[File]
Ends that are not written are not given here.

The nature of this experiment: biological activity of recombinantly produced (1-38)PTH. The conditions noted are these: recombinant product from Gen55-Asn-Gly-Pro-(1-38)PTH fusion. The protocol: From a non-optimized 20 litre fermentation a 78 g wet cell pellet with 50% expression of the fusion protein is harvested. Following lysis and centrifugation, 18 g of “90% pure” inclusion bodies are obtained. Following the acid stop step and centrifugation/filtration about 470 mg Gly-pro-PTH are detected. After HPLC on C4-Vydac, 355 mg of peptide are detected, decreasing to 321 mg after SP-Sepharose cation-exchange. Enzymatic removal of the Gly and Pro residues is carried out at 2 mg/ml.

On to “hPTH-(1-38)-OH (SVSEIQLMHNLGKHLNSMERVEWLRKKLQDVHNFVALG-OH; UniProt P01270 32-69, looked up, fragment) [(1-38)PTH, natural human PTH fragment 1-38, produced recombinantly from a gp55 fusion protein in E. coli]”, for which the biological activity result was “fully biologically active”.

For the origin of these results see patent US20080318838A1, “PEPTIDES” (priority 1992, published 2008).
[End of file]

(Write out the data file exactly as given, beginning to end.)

Ends that are not written are not given here.

The nature of this experiment: biological activity of recombinantly produced (1-38)PTH. The conditions noted are these: recombinant product from Gen55-Asn-Gly-Pro-(1-38)PTH fusion. The protocol: From a non-optimized 20 litre fermentation a 78 g wet cell pellet with 50% expression of the fusion protein is harvested. Following lysis and centrifugation, 18 g of “90% pure” inclusion bodies are obtained. Following the acid stop step and centrifugation/filtration about 470 mg Gly-pro-PTH are detected. After HPLC on C4-Vydac, 355 mg of peptide are detected, decreasing to 321 mg after SP-Sepharose cation-exchange. Enzymatic removal of the Gly and Pro residues is carried out at 2 mg/ml.

On to “hPTH-(1-38)-OH (SVSEIQLMHNLGKHLNSMERVEWLRKKLQDVHNFVALG-OH; UniProt P01270 32-69, looked up, fragment) [(1-38)PTH, natural human PTH fragment 1-38, produced recombinantly from a gp55 fusion protein in E. coli]”, for which the biological activity result was “fully biologically active”.

For the origin of these results see patent US20080318838A1, “PEPTIDES” (priority 1992, published 2008).